In what they are calling a “preanniversary,” Wired is highlighting the image above (thanks to NASA, ESA, H. Weaver, A. Stern, and the HST Pluto Companion Search Team) of everybody’s favourite dwarf planet. A year from now, New Horizons will be giving us much better pictures of Pluto. And we will finally find out if Robert Silverberg was right.
The ISEE-3 Reboot Project started well, but it now seems that this antique spacecraft is out of gas. Not out of fuel, per se, but out of the nitrogen needed to pressurise the fuel.
As at July 11, communication with the spacecraft had a 29.159 second round-trip time. Since the speed of light is 299,792,458 metres per second, this corresponds to a distance of 4,370,821 kilometres (eleven times the average distance to the moon). ISEE-3 will fly around the moon in August (hopefully not into the moon), and then orbit the sun. The ISEE-3 Reboot team will continue to receive data from the spacecraft (and perhaps do some science), but the original plans will have to be abandoned. Which is a great pity.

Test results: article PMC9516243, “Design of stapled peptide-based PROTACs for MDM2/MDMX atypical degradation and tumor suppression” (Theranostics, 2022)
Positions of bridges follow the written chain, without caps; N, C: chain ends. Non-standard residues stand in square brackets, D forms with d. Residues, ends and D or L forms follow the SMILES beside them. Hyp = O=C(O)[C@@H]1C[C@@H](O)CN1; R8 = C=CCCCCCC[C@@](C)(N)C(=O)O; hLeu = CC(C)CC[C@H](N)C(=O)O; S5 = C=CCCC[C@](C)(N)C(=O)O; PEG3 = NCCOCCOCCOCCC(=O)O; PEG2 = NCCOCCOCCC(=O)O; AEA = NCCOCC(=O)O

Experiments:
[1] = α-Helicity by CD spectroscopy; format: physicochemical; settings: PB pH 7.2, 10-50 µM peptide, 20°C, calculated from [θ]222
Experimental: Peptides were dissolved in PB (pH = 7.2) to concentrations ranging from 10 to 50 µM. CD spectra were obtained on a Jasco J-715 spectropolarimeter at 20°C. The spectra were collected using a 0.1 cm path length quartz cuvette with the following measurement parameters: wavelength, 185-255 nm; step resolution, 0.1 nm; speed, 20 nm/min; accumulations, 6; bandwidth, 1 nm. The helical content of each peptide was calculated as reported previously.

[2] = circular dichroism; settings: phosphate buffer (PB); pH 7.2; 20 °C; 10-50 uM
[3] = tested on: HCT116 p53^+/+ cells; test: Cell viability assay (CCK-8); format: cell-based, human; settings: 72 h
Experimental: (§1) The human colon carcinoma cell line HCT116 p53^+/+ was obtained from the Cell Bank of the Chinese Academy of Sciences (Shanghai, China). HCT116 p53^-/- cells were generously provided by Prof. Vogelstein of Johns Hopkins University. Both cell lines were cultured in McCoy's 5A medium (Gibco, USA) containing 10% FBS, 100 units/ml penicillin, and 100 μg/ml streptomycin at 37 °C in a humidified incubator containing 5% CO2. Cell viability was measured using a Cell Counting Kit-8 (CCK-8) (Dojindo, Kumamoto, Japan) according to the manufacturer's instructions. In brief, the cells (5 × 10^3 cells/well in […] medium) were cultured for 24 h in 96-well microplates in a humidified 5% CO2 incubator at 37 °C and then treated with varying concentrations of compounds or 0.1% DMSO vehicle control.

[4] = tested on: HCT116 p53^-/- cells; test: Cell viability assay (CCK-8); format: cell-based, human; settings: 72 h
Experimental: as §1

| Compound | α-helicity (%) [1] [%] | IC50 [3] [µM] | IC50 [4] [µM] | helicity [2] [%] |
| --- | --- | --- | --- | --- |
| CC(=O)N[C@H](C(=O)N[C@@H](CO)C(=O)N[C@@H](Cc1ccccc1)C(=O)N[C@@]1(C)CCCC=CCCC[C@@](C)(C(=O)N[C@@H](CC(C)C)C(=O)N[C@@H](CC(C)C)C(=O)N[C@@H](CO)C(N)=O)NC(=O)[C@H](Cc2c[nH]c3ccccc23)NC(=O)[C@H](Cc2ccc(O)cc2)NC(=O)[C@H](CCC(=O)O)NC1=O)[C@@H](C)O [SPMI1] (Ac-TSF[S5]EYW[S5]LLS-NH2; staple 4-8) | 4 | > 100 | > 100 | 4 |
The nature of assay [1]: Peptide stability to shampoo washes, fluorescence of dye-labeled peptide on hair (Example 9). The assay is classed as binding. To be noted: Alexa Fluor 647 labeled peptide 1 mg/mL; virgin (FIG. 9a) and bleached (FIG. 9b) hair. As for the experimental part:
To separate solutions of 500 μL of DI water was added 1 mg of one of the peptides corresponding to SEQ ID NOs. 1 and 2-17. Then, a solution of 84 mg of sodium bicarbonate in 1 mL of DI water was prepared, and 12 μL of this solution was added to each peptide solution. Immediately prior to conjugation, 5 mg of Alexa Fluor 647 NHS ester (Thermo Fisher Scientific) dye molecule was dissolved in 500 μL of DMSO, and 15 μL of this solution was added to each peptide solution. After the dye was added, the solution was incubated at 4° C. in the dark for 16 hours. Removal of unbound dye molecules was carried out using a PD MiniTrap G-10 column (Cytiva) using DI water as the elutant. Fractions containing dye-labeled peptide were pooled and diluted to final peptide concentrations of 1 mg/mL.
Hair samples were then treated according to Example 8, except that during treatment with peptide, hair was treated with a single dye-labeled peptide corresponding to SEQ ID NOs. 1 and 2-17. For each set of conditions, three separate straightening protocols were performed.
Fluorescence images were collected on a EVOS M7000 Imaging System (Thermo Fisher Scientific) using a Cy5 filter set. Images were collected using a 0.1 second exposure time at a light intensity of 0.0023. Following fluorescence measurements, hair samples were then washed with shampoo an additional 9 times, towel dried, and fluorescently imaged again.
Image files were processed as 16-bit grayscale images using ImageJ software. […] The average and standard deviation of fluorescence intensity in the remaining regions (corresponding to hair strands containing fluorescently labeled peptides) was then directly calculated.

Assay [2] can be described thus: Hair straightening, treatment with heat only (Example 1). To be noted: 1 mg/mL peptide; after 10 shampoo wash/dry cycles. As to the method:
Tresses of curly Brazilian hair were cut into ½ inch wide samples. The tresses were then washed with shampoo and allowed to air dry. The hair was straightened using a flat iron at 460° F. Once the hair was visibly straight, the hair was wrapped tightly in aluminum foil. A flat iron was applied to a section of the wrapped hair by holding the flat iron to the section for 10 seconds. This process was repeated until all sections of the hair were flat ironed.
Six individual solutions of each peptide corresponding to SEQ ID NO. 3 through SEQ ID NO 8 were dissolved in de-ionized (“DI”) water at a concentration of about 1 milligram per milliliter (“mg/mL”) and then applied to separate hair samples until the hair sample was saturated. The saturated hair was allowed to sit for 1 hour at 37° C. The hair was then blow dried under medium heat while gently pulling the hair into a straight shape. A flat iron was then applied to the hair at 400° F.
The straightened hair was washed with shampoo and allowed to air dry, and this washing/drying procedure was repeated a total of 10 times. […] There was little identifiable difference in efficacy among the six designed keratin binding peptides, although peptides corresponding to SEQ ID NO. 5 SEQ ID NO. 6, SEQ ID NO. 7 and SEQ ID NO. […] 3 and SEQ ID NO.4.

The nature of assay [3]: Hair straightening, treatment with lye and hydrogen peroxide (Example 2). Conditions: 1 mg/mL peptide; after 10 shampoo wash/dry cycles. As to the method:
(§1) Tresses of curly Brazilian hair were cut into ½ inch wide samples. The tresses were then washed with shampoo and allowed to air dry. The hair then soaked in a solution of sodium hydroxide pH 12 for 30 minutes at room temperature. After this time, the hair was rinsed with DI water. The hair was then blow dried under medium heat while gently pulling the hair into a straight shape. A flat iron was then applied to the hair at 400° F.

Update 1: the ISEE-3 Reboot team have not yet given up, and are attempting some “deep space plumbing repairs.” It seems that lack of gas may not be the problem, and that the situation is both more complicated and more hopeful.
Update 2: it does seem that lack of nitrogen is the problem after all. This means that trajectory can no longer be controlled, but plans are nevertheless to put ISEE-3 into “citizen science” mode.